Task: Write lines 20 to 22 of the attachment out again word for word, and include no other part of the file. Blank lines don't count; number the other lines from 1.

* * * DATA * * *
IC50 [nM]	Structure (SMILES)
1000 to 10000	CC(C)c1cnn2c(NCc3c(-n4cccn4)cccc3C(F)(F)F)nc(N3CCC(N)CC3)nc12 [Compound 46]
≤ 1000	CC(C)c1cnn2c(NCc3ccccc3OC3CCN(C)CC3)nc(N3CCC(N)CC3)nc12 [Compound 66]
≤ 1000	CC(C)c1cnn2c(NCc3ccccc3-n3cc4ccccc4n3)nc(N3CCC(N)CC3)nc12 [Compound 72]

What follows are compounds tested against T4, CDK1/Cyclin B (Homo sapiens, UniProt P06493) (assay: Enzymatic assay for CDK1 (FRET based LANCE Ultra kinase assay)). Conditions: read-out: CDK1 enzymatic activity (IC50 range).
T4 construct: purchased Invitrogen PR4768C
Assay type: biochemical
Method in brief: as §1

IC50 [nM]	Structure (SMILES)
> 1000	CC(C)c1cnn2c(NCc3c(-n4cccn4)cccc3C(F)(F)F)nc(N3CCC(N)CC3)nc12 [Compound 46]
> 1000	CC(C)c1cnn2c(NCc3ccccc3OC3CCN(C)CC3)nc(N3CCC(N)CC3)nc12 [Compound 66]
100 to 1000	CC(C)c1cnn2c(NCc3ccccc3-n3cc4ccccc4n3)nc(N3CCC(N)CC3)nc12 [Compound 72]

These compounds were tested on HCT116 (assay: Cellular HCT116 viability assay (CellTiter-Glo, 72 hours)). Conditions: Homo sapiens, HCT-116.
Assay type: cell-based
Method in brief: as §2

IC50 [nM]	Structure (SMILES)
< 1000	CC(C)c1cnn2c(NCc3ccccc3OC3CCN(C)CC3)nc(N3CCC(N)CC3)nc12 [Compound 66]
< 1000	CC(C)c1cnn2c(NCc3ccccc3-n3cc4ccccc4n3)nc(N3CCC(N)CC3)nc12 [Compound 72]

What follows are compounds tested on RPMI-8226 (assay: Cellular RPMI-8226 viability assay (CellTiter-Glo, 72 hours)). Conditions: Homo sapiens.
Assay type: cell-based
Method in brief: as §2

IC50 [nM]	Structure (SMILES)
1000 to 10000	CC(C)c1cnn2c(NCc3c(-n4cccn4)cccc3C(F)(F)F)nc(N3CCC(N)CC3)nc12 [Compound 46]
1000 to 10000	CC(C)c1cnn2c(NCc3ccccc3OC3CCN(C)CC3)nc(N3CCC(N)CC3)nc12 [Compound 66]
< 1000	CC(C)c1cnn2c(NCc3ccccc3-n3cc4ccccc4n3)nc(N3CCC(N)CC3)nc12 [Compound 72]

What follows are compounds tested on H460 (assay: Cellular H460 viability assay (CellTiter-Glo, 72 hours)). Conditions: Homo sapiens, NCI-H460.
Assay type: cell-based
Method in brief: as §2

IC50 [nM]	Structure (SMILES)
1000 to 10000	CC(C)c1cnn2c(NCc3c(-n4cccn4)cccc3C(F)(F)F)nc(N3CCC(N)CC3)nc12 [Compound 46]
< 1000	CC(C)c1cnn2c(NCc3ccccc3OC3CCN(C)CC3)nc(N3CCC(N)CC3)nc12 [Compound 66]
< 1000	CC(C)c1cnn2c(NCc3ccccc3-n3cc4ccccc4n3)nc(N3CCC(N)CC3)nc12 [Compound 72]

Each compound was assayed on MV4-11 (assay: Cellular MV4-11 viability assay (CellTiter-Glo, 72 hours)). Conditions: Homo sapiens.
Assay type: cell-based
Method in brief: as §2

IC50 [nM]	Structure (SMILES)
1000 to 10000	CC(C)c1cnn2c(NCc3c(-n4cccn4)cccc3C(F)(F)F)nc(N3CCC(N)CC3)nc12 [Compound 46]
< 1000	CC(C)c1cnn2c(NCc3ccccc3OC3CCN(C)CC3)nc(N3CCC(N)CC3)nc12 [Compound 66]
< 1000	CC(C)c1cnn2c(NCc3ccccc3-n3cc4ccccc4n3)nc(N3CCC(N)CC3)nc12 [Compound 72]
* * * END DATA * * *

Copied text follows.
Assay type: cell-based
Method in brief: as §2

IC50 [nM]	Structure (SMILES)